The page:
Dare to Be Honest
Others project their faults onto others, seeing in them the very faults that lie hidden within themselves. They simply cannot accept in others what they refuse to accept in themselves. Or they might displace their bad feelings by taking them out on somebody else. For example, Fred may be angry at his boss, but fearing he may lose his job if he says anything, takes his feelings out on his wife and children.
We can also become experts at rationalization. For example, when we deny our fears, we can unconsciously sabotage our relationships, or set ourselves up to fail in certain situations. We then brush off our failures by making excuses, blaming others, or even by saying what happened must have been God's will!
The challenge is, how do we learn to be honest with ourselves? It isn't easy. For many, it's like learning a new language. However, there are some positive steps we can take.
First, realize that a normal human being has a whole spectrum of emotions ranging from love, joy, peace, wonder, through to fear, hurt and anger. These are all God-given emotions. Without them, life would be terribly dull. To be emotionally whole means to be in touch with every human emotion.
Second, we need to see our need and want to be honest.
Third, we need to admit and accept responsibility for any problems we have, and consider the possibility that our impaired relationships, dull marriage, unsatisfactory sex life in our marriage, anxiety, depression, destructive habits and any physical symptoms we have might be caused by hidden emotions and faulty communications.
We defend our dishonesty on the
grounds that it might hurt others
and, having rationalized our
phoniness into nobility, we settle
for superficial relationships.
Fourth, and most important of all, we need to learn to pray the right prayer. If necessary, tell God that you don't know how, or are too afraid, to be honest with yourself and need his help. Ask him to give you the courage to see yourself as you are and to face the truth about yourself. His answer will probably come in an unexpected way—perhaps through a book, a personal setback, a friend, a difficult or broken relationship, or some other painful situation. Unfortunately, most of us only look at ourselves if we are hurting sufficiently.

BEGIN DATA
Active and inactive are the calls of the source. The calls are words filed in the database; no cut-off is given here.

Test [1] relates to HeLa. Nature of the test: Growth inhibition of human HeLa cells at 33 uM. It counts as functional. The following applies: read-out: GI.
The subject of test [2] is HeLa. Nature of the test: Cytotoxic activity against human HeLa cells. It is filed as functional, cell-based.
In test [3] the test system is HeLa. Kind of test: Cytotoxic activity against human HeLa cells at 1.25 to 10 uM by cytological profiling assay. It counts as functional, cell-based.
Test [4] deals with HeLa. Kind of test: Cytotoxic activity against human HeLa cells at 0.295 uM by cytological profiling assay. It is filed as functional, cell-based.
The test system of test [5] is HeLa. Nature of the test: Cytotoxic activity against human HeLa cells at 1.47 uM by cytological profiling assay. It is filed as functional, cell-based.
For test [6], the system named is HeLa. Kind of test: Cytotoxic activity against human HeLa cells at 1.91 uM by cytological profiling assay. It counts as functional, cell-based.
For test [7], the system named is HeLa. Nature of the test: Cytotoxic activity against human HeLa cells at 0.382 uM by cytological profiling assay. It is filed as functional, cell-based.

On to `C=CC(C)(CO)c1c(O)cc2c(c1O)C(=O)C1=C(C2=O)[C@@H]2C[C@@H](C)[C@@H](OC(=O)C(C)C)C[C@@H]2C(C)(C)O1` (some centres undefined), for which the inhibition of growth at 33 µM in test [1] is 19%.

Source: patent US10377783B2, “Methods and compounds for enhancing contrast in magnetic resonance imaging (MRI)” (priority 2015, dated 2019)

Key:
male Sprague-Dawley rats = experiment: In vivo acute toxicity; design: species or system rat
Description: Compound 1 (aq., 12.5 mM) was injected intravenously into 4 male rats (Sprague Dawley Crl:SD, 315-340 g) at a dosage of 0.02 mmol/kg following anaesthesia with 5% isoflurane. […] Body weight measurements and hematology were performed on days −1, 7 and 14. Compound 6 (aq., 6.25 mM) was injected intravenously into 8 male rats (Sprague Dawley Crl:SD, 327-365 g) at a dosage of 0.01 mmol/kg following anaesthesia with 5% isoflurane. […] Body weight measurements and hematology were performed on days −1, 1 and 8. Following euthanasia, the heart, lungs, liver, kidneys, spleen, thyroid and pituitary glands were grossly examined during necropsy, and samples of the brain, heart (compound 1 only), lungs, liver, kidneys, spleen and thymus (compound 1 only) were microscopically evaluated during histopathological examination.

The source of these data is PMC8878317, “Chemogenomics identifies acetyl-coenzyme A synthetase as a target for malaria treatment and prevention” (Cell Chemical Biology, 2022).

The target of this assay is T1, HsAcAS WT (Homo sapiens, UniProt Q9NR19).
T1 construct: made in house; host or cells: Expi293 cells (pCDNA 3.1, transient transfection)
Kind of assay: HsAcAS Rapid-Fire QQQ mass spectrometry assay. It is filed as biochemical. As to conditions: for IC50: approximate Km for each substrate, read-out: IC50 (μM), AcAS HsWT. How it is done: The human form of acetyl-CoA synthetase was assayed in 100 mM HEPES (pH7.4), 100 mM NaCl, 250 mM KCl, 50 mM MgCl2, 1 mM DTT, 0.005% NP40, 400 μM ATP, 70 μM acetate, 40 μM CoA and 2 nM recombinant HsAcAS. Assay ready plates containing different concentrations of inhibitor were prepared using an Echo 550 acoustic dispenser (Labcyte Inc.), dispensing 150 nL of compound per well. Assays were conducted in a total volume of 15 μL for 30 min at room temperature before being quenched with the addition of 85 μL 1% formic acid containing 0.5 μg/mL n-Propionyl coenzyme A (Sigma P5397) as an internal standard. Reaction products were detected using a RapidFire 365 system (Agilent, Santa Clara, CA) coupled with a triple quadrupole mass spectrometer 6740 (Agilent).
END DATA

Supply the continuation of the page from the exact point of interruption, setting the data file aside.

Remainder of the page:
Fifth, learn through practice to express your feelings openly and honestly, especially to the people who are important to you. If you're feeling hurt, afraid, confused, or angry, admit it and say, "I feel confused or angry." Never say, "You make me mad," or "You hurt me." This blames the other person for our reactions, which are always our problem and responsibility. Identify why you are feeling the way you are. For example, say, "I know my feelings are my problem, and I may be overreacting, but when you speak sharply to me as you just did, I feel hurt and/or angry."
If the person won't accept your feelings, write them out in a letter. If you feel you should give it to the person, sleep on it and re-write it before doing so. If they still won't accept them, try what Gary Smalley and John Trent suggest in their book, The Language of Love. Share how you are feeling by using word pictures; that is, make up a story or parable that will clearly show how you are feeling.
Finally, if I love you, I will always be open and honest with you and as the Bible suggests, I will always strive to "speak the truth in love." Therefore, I will never blame you for my feelings, but will take full responsibility for them and for handling them in a loving, non-judgmental manner.
Denying our faults and feelings, acting them out blindly, or lashing out and hurting others with them, is weak and immature. Acknowledging and talking them out in a responsible manner is a hallmark of the mature adult. It may not be easy, but it is true strength, and is the only way to develop growth-producing and intimate relationships.
1. S. I. McMillan, None of These Diseases, Marshall, Morgan and Scott, 1966, p. 7.
2. Leader's Handbook, p. 32. Yokefellows Inc., Millbrae, California.
3. John Powell, Why Am I Afraid to Tell You Who I Am?, p. 61. Argus Communications, San Mateo, Illinois. Copyright 1969. Used by permission.
All articles on this website are written by
Richard (Dick) Innes unless otherwise stated.